Tooth Extraction Procedure and How to Recover
Tooth extraction s the complete removal of a tooth from its socket by the root. It can be a daunting and somewhat painful procedure, according to many people. But did you know that a tooth extraction procedure is just like a normal dental procedure?
Many people are afraid of the procedure, worrying that it will be excessively painful, but take it from us. It’s just like any other dental treatment.
Your dentist will first have to numb the area so you remain comfortable and relaxed through the procedure. The treatment can still be unpleasant, but it’s a sure way to relieve dental pain on the affected tooth.
Reasons for a Tooth Extraction
Tooth fillings and crowns can quickly repair broken and damaged teeth caused by tooth decay. However, a tooth extraction procedure will be necessary if the extent of damage is unsalvageable, having eaten through a substantial part of the tooth pulp.
Below are reasons why a tooth extraction might be necessary.
- Deep tooth decay or infection
- Severe trauma or injury
- If there is not enough room in your mouth to accommodate all teeth
- If a child’s baby teeth do fall out in time to allow the development of permanent teeth
- In orthodontic treatment where a dentist creates room for other teeth to shift into position
- Extraction of impacted wisdom teeth that erupt abnormally
Additionally, people under chemotherapy treatment or who need an organ transplant may have a compromised tooth extracted to guarantee a healthy mouth.
Visible teeth removal is a simple extraction that your dentist performs in the office. Extraction involving a broken tooth or one below the surface needs a professional surgeon to complete the procedure.
Preparation before The Procedure
Before tooth removal, the dentist has to review your medical and dental history thoroughly. They then take the appropriate x-rays to reveal the length, shape, and exact spot of the ailing tooth in the surrounding jaw bone. Using this information, the dentist decides the best way to extract the tooth or whether they will refer you to an oral surgeon.
For a simple extraction, the dentist numbs the extraction area using a local anesthetic. However, for a surgical extraction in Potomac Crown Dentistry, Intravenous (IV) anesthesia is used. It ranges from conscious sedation to anesthesia that puts you to sleep (general anesthesia).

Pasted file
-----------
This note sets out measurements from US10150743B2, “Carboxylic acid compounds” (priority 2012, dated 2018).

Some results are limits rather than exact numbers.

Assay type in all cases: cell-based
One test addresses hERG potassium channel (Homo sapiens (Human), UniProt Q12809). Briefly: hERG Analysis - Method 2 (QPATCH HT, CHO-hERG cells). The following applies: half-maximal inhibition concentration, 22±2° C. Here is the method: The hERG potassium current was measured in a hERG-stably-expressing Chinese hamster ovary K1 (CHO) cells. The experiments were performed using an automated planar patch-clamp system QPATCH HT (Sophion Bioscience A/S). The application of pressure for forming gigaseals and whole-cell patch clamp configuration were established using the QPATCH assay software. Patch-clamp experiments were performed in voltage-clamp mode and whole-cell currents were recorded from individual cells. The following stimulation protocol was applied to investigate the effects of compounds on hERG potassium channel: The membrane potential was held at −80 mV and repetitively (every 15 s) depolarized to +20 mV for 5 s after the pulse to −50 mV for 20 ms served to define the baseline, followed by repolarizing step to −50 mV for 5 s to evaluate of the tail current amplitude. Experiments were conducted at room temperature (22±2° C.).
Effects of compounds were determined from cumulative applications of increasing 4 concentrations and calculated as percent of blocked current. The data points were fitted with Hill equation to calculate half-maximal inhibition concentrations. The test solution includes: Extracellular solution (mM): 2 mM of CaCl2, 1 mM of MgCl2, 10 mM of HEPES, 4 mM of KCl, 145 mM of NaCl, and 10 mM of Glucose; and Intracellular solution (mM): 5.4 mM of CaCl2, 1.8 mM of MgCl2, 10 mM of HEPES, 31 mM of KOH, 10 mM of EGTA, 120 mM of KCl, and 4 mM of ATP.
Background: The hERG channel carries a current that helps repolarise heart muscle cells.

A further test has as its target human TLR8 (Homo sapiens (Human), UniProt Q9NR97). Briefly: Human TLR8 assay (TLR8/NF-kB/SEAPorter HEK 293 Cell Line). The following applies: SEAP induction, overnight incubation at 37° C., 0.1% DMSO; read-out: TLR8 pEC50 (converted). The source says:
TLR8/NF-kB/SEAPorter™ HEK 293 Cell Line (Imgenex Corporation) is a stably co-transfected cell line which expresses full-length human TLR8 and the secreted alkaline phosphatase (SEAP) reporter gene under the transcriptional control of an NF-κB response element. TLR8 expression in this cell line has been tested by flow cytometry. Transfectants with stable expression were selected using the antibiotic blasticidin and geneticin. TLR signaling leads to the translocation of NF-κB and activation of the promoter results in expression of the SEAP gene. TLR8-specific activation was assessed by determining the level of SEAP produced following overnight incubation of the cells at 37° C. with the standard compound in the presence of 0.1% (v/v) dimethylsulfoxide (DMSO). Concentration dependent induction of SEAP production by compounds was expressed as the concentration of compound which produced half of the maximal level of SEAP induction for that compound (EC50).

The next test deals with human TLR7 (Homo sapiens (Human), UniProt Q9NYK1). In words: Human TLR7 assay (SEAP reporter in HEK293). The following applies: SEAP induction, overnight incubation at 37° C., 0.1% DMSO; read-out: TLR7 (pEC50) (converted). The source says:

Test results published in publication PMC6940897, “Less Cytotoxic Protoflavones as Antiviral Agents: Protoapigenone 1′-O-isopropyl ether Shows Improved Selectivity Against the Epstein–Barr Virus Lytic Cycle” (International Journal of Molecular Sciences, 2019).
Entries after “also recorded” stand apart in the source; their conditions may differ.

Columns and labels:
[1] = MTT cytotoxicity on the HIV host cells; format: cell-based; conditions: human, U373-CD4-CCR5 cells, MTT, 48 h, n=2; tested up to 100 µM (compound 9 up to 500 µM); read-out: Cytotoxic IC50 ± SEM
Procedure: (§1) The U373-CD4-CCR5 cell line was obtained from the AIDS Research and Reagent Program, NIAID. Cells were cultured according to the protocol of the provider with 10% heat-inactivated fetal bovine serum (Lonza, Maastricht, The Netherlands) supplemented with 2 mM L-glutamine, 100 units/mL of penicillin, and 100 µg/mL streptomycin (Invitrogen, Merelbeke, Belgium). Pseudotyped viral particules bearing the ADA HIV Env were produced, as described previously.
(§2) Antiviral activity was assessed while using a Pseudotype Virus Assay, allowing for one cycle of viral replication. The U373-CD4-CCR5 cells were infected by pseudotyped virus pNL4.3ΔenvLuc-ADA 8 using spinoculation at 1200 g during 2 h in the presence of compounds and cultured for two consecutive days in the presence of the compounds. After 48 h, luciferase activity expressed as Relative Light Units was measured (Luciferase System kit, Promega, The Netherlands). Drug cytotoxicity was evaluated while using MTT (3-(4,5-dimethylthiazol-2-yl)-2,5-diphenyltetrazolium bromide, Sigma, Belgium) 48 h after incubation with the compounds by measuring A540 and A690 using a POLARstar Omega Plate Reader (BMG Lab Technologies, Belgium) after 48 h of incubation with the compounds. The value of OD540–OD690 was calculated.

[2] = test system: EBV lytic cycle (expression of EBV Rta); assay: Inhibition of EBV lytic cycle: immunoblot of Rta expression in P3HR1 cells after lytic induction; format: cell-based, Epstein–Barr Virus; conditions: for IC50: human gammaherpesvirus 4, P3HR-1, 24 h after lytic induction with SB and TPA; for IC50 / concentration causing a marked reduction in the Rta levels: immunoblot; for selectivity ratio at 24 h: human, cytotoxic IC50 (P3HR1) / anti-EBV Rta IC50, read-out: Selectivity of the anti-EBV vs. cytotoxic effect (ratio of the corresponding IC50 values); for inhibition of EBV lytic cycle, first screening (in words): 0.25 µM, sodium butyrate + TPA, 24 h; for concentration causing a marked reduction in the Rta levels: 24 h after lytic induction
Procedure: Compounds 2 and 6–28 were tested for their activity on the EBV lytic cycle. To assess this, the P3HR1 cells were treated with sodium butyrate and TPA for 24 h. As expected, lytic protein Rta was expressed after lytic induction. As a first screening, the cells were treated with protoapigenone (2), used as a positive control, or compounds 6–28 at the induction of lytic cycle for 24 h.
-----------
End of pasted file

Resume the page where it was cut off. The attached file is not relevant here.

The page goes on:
In the case of general anesthesia, you need to arrange for someone to drive you home and stay close until the effects of sedation fade.
Simple Tooth Extraction
You will schedule the extraction with your dentist at the dental office near you. The dentist administers local anesthesia to numb the area, killing the pain receptors, although you will be awake during the procedure.
If your child receives a tooth removal or several teeth removal, the dentist will use general anesthesia, so the child is asleep throughout the procedure.
For a simple extraction, your dentistry uses an elevator, a device that grabs the tooth helping your dentist rock it back and forth to loosen it. Afterward, he used a pair of dental forceps to remove the loosened tooth.
Surgical Tooth Extraction
This is necessary if you are having a molar or impacted tooth removal. In this case, your dentist makes a surgical incision in the gum, exposing the root and surrounding bone tissue. They then use dental forceps to rock the tooth until it loosens and breaks out from the bone.
If extracting the tooth is difficult, your dentist has to gradually remove some parts of the tooth until the tooth breaks away. Do not worry though, the procedure is generally painless, and you will be asleep throughout the process, thanks to general anesthesia.
After tooth removal, a blood clot forms in the socket. Your dentist recommends pressing a gauze pad on the socket to minimize the bleeding. A few stitches may be necessary in some cases.
After the extraction, you might feel some discomfort, pain, and inflammation. You could also notice some swelling on the face.
Painkillers from your doctor will help with the pain, as well as some over-the-counter medications.
If the discomfort does not go away in two to three days after the extraction, you might need to call your dentist. If it suddenly worsens days later, immediately call your dentist to contain the infection.